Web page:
How many times have you been in a store and thought to yourself, “I wish there were less customer service here.”
Not many, I’m guessing. It’s probably more often the case that you’ve found yourself searching for someone “who looks like they work here.”
The do-it-yourself shopping experience is all the rage these days, from restaurants to hardware stores, as more businesses encourage their patrons and shoppers to checkout and bag their own purchases, fill their own drink cups, weigh their own produce, grind their own coffee beans, etc. Not because in practice it’s necessarily faster or more convenient for shoppers, it’s just cheaper for retailers.
Now, this news: JCPenney will reportedly get rid of its checkout registers and cashiers by 2014, according to Time
, because the company believes it can shave 10% from its operational cost by replacing cashiers with “technology.” (Source
JCPenney CEO Ron Johnson is saying the retail giant can use the half-a-billion dollars it currently spends on transaction costs to improve “customer service.” But doesn’t this imply that cashiers are not “customer service?”
An important fact seems to be getting lost in this rush toward shopper convenience: Cashiers can be critical to a retailer’s success when they are properly trained and utilized.
For example, cashiers can be the first step in encouraging repeat shopping visits by informing shoppers about customer loyalty programs, by seeding news of an approaching sale, or by highlighting the arrival of some new product in the near future.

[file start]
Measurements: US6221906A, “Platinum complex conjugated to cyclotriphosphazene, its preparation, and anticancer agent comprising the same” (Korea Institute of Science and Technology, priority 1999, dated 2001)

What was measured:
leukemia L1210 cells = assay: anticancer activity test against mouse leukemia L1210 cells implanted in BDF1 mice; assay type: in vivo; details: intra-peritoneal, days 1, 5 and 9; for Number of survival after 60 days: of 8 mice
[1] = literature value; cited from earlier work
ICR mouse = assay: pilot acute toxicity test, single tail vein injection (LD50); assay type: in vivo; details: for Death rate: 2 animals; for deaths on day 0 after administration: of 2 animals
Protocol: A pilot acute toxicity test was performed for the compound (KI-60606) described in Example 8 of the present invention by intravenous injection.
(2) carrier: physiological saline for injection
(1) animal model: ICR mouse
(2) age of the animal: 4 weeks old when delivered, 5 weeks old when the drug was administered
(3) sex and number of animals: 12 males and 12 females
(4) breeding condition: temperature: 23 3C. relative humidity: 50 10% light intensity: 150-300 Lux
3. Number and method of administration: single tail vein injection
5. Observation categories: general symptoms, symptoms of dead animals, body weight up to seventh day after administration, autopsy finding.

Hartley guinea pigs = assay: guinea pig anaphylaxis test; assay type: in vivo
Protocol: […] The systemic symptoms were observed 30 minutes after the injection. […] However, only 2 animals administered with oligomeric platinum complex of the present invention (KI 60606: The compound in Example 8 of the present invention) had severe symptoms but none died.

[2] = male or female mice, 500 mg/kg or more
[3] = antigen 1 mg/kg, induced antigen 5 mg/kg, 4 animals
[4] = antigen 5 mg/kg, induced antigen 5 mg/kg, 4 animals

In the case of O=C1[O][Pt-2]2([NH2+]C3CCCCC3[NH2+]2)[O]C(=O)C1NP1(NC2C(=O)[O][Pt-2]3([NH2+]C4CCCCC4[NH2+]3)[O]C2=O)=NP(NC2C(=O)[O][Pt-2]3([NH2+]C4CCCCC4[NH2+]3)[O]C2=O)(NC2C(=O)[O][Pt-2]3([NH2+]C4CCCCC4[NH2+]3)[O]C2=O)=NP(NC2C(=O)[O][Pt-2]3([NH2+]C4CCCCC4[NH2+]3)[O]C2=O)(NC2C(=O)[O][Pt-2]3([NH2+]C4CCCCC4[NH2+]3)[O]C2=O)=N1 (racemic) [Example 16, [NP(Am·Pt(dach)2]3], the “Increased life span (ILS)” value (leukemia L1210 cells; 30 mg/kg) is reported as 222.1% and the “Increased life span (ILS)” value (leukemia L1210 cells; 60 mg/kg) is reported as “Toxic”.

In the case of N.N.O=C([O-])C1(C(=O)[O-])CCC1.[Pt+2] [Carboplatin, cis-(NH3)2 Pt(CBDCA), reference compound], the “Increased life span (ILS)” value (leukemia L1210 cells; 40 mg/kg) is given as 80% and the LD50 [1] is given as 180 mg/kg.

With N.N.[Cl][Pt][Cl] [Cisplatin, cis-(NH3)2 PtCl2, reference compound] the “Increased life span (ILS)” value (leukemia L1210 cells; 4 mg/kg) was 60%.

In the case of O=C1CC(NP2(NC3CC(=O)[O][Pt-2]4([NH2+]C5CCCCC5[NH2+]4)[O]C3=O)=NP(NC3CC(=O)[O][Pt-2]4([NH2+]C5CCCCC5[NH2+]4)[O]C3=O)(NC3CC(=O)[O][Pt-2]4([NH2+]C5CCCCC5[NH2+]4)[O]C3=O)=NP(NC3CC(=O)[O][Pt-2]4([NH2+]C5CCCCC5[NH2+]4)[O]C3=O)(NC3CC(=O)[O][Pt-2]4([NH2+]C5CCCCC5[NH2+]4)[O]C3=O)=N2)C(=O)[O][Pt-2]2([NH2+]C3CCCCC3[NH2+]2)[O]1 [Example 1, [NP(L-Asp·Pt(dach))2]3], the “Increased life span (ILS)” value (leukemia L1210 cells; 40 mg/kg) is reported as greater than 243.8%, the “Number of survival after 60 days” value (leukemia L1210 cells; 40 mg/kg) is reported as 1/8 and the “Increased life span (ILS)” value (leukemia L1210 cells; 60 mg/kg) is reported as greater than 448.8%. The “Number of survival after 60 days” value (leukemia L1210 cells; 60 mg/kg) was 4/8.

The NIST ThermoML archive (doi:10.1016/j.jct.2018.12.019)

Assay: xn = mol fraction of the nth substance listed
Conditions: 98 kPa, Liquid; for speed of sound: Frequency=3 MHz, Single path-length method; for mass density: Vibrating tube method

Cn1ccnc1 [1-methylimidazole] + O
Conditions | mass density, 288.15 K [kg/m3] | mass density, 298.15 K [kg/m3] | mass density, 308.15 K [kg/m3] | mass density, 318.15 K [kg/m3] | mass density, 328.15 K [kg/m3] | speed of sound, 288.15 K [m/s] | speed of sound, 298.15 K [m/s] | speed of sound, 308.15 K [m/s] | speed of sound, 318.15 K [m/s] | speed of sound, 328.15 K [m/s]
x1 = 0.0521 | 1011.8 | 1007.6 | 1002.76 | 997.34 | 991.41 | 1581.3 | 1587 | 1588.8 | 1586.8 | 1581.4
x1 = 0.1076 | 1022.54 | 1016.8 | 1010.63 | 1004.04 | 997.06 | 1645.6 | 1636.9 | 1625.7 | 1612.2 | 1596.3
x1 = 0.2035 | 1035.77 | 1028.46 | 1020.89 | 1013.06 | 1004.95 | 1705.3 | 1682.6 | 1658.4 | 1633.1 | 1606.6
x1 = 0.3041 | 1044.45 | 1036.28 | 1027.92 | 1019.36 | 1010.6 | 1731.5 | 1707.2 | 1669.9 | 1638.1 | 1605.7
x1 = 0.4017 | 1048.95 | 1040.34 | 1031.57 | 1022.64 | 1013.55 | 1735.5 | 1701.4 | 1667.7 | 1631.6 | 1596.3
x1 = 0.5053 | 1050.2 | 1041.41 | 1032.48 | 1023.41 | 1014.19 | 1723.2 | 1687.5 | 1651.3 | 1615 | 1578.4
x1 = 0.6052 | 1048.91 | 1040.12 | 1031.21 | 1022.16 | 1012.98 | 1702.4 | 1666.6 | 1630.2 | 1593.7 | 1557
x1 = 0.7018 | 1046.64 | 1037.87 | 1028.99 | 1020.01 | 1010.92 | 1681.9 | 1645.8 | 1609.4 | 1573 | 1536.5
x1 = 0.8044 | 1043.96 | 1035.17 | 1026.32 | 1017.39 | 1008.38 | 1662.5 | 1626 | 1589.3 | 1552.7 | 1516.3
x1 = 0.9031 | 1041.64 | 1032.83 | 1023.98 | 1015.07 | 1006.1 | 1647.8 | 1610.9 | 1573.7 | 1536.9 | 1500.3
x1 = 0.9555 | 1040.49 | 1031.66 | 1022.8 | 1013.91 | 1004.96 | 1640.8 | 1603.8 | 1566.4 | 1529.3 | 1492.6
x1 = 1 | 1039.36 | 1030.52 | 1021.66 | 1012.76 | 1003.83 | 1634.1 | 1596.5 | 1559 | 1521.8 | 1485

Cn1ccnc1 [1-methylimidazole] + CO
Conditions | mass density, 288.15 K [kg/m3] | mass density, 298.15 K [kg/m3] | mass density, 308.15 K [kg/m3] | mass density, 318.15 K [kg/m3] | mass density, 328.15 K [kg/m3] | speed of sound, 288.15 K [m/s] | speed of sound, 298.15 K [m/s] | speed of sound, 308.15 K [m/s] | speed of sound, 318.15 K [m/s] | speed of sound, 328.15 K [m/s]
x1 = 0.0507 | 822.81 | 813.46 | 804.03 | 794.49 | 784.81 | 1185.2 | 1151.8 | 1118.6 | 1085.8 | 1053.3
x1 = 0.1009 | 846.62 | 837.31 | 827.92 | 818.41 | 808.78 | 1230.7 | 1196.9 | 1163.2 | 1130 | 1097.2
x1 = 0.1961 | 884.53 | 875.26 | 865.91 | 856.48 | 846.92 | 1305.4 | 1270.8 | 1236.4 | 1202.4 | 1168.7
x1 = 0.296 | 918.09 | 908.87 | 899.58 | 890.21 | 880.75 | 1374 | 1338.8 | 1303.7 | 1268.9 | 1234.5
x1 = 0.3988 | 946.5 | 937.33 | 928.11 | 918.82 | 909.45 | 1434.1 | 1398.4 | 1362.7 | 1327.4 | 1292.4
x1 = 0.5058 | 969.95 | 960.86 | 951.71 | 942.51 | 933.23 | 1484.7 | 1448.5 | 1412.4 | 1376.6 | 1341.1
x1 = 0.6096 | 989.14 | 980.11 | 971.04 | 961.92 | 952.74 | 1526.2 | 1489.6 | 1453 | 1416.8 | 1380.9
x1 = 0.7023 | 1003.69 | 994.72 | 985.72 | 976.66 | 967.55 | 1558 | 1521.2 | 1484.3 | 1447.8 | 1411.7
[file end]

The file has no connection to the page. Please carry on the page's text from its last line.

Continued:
More importantly, the cashier is typically the last person that shoppers encounter as part of a retail sale and can be the most important and memorable face consumers attach to the retailer’s brand.
In many cases, the personality of a store’s employees can become, in effect, the personality of the brand, itself. (Think, that on some psychological level: Julio the friendly neighborhood barista who you talk to every day = Starbucks)
I understand that companies are being creative these days about cutting operational costs. But it’s not hard to imagine a day when brick-and-mortar stores go so far in making their stores “convenient” and “fast” for shoppers, that they surrender one of the
most important elements in their entire retail marketing strategy: